Mark George is a Queen’s Counsel at Garden Court North Chambers, and specialises in civil liberties and human rights.
I didn’t really “get” Twitter for a while. I had been commenting on legal issues and important legal decisions for a number of years and didn’t see what the point was of Twitter.
The marketing manager in my chambers suggested I gave it a go.
Now I am converted.
I tweet because it allows me to sound off about things that matter to me, namely criminal justice, government assaults on the rule of law, legal aid and access to justice and the death penalty in the USA which I am very involved with through the legal charity Amicus (follow on @Amicus_ALJ).
Tweeting also gives me the chance to publicise articles and blogs I have written and events I am involved with.
The best and worst things about tweeting
It’s a great way to keep up with what’s going on in the legal world and beyond.
It is a great resource because it puts you in touch with all manner of articles that you otherwise might never have seen.
The worst thing is that it can be addictive and if you are not careful you can end up spending hours tweeting and reading the attachments when you should be working.
It is also very easy to miss many tweets.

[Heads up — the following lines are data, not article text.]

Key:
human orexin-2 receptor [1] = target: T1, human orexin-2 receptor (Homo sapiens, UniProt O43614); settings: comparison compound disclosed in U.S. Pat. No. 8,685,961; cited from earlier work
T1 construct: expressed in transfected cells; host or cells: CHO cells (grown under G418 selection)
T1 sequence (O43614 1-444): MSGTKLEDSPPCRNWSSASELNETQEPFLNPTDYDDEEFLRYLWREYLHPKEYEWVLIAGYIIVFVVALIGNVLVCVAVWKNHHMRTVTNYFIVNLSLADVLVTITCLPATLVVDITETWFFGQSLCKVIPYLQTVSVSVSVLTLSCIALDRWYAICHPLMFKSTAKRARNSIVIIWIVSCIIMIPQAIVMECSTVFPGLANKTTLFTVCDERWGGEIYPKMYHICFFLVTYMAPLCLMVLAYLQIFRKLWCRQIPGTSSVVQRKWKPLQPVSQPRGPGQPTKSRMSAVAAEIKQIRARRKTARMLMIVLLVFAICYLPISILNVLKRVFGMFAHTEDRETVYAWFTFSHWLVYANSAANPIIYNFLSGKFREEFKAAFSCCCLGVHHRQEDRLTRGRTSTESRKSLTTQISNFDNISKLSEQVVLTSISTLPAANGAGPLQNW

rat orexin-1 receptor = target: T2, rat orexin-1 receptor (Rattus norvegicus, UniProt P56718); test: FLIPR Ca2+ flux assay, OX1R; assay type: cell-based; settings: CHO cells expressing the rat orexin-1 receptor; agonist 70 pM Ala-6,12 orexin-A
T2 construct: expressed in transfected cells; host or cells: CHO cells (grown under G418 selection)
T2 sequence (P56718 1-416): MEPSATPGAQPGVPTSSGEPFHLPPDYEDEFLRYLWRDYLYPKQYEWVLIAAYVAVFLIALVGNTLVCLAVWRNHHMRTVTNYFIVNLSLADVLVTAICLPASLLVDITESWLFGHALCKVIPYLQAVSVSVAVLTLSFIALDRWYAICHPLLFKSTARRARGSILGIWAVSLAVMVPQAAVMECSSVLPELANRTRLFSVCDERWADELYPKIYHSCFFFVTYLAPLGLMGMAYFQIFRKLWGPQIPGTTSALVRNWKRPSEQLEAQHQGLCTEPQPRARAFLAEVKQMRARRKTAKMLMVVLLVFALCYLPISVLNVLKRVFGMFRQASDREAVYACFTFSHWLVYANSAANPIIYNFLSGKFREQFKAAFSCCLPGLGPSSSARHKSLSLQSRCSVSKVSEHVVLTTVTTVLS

If, like me, you are working and not able to check tweets for several hours it is not easy to go back through hundreds of tweets, so I end up missing a lot of what people have said.
On the other hand the temporary nature of Twitter means that you can say the same thing as someone else said a couple of hours ago and it doesn’t matter as it is likely what you have said will be picked up by different people.
Tips and successes
Think about your target audience and when they are likely to be reading their tweets.
Not much point tweeting if you audience are likely to be at work and unable to read their tweets.
When people are travelling is an obvious time for them to read their twitter feed.
As I am usually busy in court I tend to tweet first thing in the morning to catch people going to work and then late afternoon for the evening journey home.
Each October subject to my availability I do a series of talks to law students at universities in the north of England on the US death penalty and how they can get involved through an internship in the US.
Last October I picked up three new universities who invited me to talk because they had seen me on Twitter talking about similar events at other universities.
On the caution side, don’t hit the send key until you have taken a breath and are sure you have (a.) corrected any typos and (b.) not said something likely to get you into trouble.
Things to avoid
Making spelling mistakes.
Engaging with those who get really angry – they are best ignored.
This is the 42nd post in the criminal justice/legal Why I tweet series. Read the others here.
If you’d like to develop your tweeting skills, check out my online Twitter coaching service which includes an individualised profile of your Twitter style.